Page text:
“Wouldn’t it be worth five years of Labour lunacy just to give British conservatism the kick up the arse it needs?” a correspondent asks me.
I know that many of us have harboured similar mischievous thoughts from time to time.
Part of me just longs to see all those earnest Momentum kids who think the only problem with communism is that it hasn’t been tried properly yet suddenly reduced by Comrade McDonnell’s economic policies to eating their family cat.
But the price we’d pay for such merriment, unfortunately, is that whatever new conservative movement emerged from the ruins would be building on rubble and ashes: five years of Labour would simply destroy Britain.
Take Corbyn’s energy and environment policies, which have been leaked to the press.
Here’s the Telegraph‘s take:
Jeremy Corbyn has drawn up plans to take control of Britain’s energy networks in a multi-billion pound power-grab modelled on the nationalisation of Northern Rock.
A leaked Labour party document has revealed plans for a swift and sweeping renationalisation of the country’s £62bn energy networks at a price decided by Parliament.
Under the plans the energy companies will fall under the control of a newly formed public body, the National Energy Agency. The quango will control the energy system while operating the high voltage wires. It will also oversee a matrix of so-called “regional energy agencies” that will advance Labour’s plans to tackle climate change.
The agencies will be tasked with sourcing low carbon or renewable sources for 60pc of all energy use by 2030. They will also oversee the rollout of electric vehicle charging networks and new energy storage projects across the country.
Like John Constable at the Global Warming Policy Foundation, I have little sympathy for the big energy companies threatened with nationalisation – nor, frankly, with their shareholders.
As Constable points out the UK energy industry is not about the creation of value but is essentially just a form of subsidy farming.
The big energy firms could have resisted. They could have said: “Look. Our job is to generate the power needed to keep the lights on in Britain as cheaply and efficiently as possible. Leave us out of your green politicking.”
But the easy money from rising prices and growing subsidies was just too tempting. Big energy colluded with the government by pretending that rising energy prices had nothing to do with green levies and climate targets. When everyone finally wakes up to the degree to which their energy bills have been artificially inflated by climate change nonsense, the energy companies are going to be even less popular than they are already.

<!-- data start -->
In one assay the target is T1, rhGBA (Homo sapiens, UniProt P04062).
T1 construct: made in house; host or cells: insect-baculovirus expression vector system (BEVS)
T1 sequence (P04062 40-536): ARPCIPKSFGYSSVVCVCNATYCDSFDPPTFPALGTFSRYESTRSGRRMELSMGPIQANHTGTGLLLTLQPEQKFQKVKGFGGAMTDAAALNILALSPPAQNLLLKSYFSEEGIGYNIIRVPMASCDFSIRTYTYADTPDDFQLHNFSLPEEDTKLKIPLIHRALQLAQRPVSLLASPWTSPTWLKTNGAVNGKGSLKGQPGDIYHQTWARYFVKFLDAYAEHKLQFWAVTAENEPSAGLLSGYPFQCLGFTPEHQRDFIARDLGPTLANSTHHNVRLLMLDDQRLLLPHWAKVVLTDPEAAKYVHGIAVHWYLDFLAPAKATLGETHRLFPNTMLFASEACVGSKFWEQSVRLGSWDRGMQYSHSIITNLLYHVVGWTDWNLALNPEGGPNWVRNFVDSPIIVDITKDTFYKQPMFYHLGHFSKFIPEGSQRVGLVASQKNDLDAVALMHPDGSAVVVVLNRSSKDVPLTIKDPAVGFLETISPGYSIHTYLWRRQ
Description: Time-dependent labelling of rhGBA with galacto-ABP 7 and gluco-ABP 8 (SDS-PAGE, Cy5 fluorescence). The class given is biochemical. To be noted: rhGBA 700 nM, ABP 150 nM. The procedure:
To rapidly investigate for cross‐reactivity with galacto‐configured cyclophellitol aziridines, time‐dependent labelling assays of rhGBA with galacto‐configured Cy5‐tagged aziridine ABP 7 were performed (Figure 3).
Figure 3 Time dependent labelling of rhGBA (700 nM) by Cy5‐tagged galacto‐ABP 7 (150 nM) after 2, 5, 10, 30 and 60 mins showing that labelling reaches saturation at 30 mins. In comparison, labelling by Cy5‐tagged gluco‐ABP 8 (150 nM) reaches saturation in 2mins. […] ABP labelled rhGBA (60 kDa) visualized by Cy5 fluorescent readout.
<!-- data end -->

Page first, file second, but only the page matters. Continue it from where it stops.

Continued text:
According to Constable:
It is obvious that energy and climate policies already accounted for a large a fraction of the price in 2014, prices being 17% higher than they would have been in the absence of policies. By 2020 policies were predicted to make prices 37% higher, and 41% higher in 2030.
And that’s just on the current trajectory. It doesn’t require much imagination to appreciate how much more energy bills will soar if Labour gets in and starts erecting still more bat-chomping, bird-slicing eco crucifixes as part of its renewables/low carbon “60pc of all energy use by 2030” target.
Before we start getting too cross about Labour’s watermelon lunacy, though, let’s remind ourselves which party has been in charge of Britain’s energy policy since 2010. The Conservatives.
The Conservatives, in other words, have had nearly ten years in office to demonstrate that on energy they can be more fiscally responsible, consumer-friendly and evidence-driven than its left wing/green opponents.
Delingpole: Corbyn’s Red-Green Guards Prepare for Government Under Banners of Mao and Stalin https://t.co/SyVSm5lO8e
— Breitbart London (@BreitbartLondon) May 2, 2019
Instead, they have bought wholesale into the anti-capitalist, anti-market, anti-science, anti-consumer, anti-freedom green agenda – killing through overregulation the nascent UK fracking industry, pouring more taxpayer subsidies into crony capitalist boondoggles like solar energy and offshore wind.
There are a few politicians who totally get this – from The Brexit Party’s Nigel Farage and UKIP’s Gerard Batten to, in the Conservatives, Liz Truss, Priti Patel, Owen Paterson and Jacob Rees-Mogg (whom I interviewed this week for Breitbart – watch this space!).
I hope these are the kind of people who are in office once the current storm afflicting British politics has blown over.
And let us pray that when that moment comes, we won’t have had to endure an interregnum by Jeremy Corbyn and his watermelon loons beforehand. The birds and the bats and the British countryside, not to mention the UK economy, would never forgive us.